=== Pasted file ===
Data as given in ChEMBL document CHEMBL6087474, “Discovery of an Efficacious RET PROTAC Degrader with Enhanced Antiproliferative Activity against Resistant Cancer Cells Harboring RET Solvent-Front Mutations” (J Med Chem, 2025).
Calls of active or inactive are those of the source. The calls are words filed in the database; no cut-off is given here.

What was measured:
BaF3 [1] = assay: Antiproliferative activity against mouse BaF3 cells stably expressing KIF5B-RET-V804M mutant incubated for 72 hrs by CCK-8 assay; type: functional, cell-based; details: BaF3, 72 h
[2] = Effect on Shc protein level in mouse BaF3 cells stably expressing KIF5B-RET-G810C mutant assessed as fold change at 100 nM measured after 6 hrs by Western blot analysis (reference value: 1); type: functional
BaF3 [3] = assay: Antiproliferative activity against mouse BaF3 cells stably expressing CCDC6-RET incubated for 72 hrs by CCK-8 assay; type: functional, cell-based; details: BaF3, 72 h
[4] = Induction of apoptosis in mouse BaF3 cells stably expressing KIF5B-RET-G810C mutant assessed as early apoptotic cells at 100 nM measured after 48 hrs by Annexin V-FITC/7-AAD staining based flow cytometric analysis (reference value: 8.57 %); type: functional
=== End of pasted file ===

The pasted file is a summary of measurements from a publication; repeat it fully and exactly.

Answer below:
Data as given in ChEMBL document CHEMBL6087474, “Discovery of an Efficacious RET PROTAC Degrader with Enhanced Antiproliferative Activity against Resistant Cancer Cells Harboring RET Solvent-Front Mutations” (J Med Chem, 2025).
Calls of active or inactive are those of the source. The calls are words filed in the database; no cut-off is given here.

What was measured:
BaF3 [1] = assay: Antiproliferative activity against mouse BaF3 cells stably expressing KIF5B-RET-V804M mutant incubated for 72 hrs by CCK-8 assay; type: functional, cell-based; details: BaF3, 72 h
[2] = Effect on Shc protein level in mouse BaF3 cells stably expressing KIF5B-RET-G810C mutant assessed as fold change at 100 nM measured after 6 hrs by Western blot analysis (reference value: 1); type: functional
BaF3 [3] = assay: Antiproliferative activity against mouse BaF3 cells stably expressing CCDC6-RET incubated for 72 hrs by CCK-8 assay; type: functional, cell-based; details: BaF3, 72 h
[4] = Induction of apoptosis in mouse BaF3 cells stably expressing KIF5B-RET-G810C mutant assessed as early apoptotic cells at 100 nM measured after 48 hrs by Annexin V-FITC/7-AAD staining based flow cytometric analysis (reference value: 8.57 %); type: functional